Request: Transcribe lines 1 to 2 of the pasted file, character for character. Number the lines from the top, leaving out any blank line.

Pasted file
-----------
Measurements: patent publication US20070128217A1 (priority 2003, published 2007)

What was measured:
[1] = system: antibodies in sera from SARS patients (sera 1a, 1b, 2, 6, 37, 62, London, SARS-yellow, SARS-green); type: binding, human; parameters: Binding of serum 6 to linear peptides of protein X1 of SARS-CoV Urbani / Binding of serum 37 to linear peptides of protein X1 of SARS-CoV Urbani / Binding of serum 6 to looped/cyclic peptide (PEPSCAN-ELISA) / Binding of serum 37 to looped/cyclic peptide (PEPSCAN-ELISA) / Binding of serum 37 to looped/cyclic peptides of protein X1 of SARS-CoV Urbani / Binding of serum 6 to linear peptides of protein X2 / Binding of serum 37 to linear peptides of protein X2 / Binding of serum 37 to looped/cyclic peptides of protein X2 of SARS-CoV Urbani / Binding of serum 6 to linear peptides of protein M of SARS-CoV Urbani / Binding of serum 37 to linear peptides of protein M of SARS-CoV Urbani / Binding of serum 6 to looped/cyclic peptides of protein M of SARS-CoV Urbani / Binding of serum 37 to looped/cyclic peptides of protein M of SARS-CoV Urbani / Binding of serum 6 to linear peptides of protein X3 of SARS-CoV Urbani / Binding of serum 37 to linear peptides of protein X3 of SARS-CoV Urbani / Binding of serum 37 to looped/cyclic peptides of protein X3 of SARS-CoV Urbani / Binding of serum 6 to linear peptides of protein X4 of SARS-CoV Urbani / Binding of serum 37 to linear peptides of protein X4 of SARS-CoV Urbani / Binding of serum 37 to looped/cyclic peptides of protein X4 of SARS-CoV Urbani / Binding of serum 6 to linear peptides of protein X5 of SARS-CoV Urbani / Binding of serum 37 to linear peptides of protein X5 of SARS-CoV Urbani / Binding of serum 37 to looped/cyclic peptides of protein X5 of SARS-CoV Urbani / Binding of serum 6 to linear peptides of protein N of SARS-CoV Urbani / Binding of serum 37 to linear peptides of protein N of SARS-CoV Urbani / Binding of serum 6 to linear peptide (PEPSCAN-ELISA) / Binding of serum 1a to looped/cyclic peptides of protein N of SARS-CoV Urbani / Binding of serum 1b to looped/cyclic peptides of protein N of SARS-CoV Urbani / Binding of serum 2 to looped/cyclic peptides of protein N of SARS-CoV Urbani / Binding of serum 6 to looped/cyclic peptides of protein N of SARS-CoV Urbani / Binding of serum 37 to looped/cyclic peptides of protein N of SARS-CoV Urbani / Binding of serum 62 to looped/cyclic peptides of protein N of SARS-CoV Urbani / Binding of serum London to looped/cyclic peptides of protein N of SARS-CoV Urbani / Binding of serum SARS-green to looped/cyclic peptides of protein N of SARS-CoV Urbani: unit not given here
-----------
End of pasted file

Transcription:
Measurements: patent publication US20070128217A1 (priority 2003, published 2007)

What was measured: